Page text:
Silverskins are the last to be planted in June-August depending on where in the country you live.
Consider the for your climate zone, your local conditions and the type of garlic you are considering growing to decide the best time to plant.
What to Plant
What to Plant
First things first, plant garlic cloves not bulbs - cloves are the divided segments that make up each bulb. The clove skin is not removed. While it is possible to plant the entire bulb, bulbils or true seed (near impossible to find in NZ), the average NZ gardener plants cloves in their vegetable garden. If planting bulbils for the first year you actually plant them at the same time as cloves or you can also plant them in spring as well.
Secondly, cloves are planted with the pointy end up. The stumpy end has the basal plate from which the root buds will begin to swell in autumn ready for planting. Plants will send down their roots from the basal plate deep into the soil in the cold winter months well before any leaf growth comes out of the pointy top end. Cloves planted upside down will grow but are likely to have stunted growth using a lot of their stored energy to find the surface.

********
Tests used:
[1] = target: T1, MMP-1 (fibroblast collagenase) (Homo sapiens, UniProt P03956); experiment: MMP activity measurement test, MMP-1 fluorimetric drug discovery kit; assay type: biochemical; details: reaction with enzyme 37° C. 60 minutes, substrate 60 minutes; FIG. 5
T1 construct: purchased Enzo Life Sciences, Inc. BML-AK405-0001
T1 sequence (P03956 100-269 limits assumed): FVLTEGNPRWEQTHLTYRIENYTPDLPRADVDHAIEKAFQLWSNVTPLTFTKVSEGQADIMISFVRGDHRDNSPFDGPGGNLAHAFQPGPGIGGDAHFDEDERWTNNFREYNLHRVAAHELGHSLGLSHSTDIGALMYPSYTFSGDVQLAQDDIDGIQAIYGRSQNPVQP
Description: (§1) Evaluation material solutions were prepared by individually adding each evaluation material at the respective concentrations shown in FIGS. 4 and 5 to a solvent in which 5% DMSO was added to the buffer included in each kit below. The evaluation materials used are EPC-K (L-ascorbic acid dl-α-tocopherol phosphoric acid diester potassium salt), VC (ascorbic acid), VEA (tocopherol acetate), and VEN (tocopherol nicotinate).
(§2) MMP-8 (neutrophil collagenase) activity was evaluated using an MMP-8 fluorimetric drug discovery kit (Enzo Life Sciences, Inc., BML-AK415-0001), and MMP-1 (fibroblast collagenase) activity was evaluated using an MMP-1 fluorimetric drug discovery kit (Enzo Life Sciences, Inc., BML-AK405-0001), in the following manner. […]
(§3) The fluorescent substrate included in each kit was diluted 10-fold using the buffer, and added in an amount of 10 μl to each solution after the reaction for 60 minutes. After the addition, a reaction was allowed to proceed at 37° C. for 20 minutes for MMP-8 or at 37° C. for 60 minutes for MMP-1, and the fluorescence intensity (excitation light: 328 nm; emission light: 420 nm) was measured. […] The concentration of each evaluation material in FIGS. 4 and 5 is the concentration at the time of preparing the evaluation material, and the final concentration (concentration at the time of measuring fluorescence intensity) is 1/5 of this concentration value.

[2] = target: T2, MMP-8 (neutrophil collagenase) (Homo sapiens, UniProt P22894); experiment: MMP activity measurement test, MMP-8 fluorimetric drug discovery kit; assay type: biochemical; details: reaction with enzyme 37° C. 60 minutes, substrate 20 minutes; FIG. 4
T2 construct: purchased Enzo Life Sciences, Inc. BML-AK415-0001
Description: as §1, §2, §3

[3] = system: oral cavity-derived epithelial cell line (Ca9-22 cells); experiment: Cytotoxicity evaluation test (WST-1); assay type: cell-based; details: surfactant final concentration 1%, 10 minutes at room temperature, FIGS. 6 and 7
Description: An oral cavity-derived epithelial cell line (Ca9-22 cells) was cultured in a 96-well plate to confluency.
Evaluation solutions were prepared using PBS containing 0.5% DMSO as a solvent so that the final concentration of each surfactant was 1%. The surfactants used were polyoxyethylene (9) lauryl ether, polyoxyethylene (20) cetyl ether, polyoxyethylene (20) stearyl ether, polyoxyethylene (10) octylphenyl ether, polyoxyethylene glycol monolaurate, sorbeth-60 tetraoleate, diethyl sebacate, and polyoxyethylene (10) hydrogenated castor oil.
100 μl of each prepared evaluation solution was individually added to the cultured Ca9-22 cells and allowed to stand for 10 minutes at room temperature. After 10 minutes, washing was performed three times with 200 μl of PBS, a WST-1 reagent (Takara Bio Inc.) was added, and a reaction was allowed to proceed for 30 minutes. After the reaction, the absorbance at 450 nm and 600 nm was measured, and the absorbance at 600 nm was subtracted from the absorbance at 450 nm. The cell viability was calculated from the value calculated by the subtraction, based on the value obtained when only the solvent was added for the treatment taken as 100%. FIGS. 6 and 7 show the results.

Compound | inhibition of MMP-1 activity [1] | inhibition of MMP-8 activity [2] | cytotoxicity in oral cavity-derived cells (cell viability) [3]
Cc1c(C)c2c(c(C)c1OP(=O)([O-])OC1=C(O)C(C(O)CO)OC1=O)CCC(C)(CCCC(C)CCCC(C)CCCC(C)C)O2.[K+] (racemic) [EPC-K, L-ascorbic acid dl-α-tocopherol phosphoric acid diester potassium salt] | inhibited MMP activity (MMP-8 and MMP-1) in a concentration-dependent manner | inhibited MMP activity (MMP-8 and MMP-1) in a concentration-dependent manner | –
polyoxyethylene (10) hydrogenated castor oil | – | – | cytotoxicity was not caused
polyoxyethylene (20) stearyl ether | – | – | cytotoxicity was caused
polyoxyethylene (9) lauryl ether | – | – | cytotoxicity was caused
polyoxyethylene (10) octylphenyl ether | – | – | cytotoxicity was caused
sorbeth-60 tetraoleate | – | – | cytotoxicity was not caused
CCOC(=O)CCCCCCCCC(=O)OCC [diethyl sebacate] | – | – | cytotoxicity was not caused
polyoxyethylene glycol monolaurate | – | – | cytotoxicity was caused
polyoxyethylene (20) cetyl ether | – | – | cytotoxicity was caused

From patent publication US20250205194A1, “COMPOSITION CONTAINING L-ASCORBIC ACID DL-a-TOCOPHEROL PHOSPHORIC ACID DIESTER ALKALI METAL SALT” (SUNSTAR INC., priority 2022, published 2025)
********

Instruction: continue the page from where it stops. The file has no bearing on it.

Plant only the largest and healthiest cloves. There is a direct correlation between parent bulb size and harvested bulb size. Research suggests there is a ten-fold significance in success in bulb size based on large bulbs compared to large cloves. Also, cloves from a large bulb will generally have a larger harvest bulb compared to the same size clove from a smaller bulb. Interestingly massive bulbs with more cloves have a poorer survival rate. Yet there will always be variation in growing bulbs but consider using large cloves from large bulbs to produce healthy, plump garlic bulbs.
Do not plant cloves from bulbs purchased from a shop that is sourced from beyond our shores. Overseas garlic (you can tell because most supermarkets will state the country of origin and/or their roots will be entirely chopped off) poses a disease risk to our soils. Overseas garlic is normally treated with methyl bromide during fumigation and is also likely to have sprout inhibitors.